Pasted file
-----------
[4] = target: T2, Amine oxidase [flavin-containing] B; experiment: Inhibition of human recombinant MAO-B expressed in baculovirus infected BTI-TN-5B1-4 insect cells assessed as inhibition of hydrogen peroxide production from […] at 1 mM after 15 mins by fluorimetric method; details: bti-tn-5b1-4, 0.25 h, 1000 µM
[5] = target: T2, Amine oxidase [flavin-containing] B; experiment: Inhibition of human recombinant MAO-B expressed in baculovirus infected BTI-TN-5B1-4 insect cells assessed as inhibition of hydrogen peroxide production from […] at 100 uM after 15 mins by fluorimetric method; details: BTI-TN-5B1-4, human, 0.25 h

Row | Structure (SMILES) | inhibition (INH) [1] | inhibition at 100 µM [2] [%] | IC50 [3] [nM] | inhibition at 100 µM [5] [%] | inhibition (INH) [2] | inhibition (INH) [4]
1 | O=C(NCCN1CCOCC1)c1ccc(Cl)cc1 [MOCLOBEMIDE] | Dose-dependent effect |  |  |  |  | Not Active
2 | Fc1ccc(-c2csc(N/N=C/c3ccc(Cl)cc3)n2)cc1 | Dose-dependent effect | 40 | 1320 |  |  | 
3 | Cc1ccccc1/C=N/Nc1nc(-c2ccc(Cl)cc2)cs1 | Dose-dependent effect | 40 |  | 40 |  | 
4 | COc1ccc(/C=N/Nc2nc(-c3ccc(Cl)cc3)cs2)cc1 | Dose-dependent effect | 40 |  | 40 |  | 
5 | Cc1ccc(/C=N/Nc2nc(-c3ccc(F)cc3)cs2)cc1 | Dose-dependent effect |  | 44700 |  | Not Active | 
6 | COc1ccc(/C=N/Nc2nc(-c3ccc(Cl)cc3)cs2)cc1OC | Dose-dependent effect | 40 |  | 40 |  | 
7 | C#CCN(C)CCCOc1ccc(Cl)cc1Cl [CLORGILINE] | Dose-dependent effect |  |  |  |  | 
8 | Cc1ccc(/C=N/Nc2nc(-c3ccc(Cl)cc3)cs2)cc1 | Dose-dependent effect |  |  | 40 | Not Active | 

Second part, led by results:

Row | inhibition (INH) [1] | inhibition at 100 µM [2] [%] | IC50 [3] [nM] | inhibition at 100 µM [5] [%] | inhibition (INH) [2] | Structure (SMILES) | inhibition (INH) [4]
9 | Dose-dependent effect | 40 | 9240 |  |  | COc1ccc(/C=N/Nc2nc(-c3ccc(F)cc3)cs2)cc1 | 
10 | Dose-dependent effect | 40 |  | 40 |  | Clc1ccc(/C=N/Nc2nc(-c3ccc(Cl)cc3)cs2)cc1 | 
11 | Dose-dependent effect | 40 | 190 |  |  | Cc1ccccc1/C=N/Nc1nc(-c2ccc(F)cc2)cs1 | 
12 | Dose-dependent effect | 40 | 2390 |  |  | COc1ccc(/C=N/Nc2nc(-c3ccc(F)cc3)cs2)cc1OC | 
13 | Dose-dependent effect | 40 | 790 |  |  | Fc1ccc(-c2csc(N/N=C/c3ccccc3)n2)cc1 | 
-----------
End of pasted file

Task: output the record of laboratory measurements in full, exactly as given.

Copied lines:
[4] = target: T2, Amine oxidase [flavin-containing] B; experiment: Inhibition of human recombinant MAO-B expressed in baculovirus infected BTI-TN-5B1-4 insect cells assessed as inhibition of hydrogen peroxide production from […] at 1 mM after 15 mins by fluorimetric method; details: bti-tn-5b1-4, 0.25 h, 1000 µM
[5] = target: T2, Amine oxidase [flavin-containing] B; experiment: Inhibition of human recombinant MAO-B expressed in baculovirus infected BTI-TN-5B1-4 insect cells assessed as inhibition of hydrogen peroxide production from […] at 100 uM after 15 mins by fluorimetric method; details: BTI-TN-5B1-4, human, 0.25 h

Row | Structure (SMILES) | inhibition (INH) [1] | inhibition at 100 µM [2] [%] | IC50 [3] [nM] | inhibition at 100 µM [5] [%] | inhibition (INH) [2] | inhibition (INH) [4]
1 | O=C(NCCN1CCOCC1)c1ccc(Cl)cc1 [MOCLOBEMIDE] | Dose-dependent effect |  |  |  |  | Not Active
2 | Fc1ccc(-c2csc(N/N=C/c3ccc(Cl)cc3)n2)cc1 | Dose-dependent effect | 40 | 1320 |  |  | 
3 | Cc1ccccc1/C=N/Nc1nc(-c2ccc(Cl)cc2)cs1 | Dose-dependent effect | 40 |  | 40 |  | 
4 | COc1ccc(/C=N/Nc2nc(-c3ccc(Cl)cc3)cs2)cc1 | Dose-dependent effect | 40 |  | 40 |  | 
5 | Cc1ccc(/C=N/Nc2nc(-c3ccc(F)cc3)cs2)cc1 | Dose-dependent effect |  | 44700 |  | Not Active | 
6 | COc1ccc(/C=N/Nc2nc(-c3ccc(Cl)cc3)cs2)cc1OC | Dose-dependent effect | 40 |  | 40 |  | 
7 | C#CCN(C)CCCOc1ccc(Cl)cc1Cl [CLORGILINE] | Dose-dependent effect |  |  |  |  | 
8 | Cc1ccc(/C=N/Nc2nc(-c3ccc(Cl)cc3)cs2)cc1 | Dose-dependent effect |  |  | 40 | Not Active | 

Second part, led by results:

Row | inhibition (INH) [1] | inhibition at 100 µM [2] [%] | IC50 [3] [nM] | inhibition at 100 µM [5] [%] | inhibition (INH) [2] | Structure (SMILES) | inhibition (INH) [4]
9 | Dose-dependent effect | 40 | 9240 |  |  | COc1ccc(/C=N/Nc2nc(-c3ccc(F)cc3)cs2)cc1 | 
10 | Dose-dependent effect | 40 |  | 40 |  | Clc1ccc(/C=N/Nc2nc(-c3ccc(Cl)cc3)cs2)cc1 | 
11 | Dose-dependent effect | 40 | 190 |  |  | Cc1ccccc1/C=N/Nc1nc(-c2ccc(F)cc2)cs1 | 
12 | Dose-dependent effect | 40 | 2390 |  |  | COc1ccc(/C=N/Nc2nc(-c3ccc(F)cc3)cs2)cc1OC | 
13 | Dose-dependent effect | 40 | 790 |  |  | Fc1ccc(-c2csc(N/N=C/c3ccccc3)n2)cc1 | 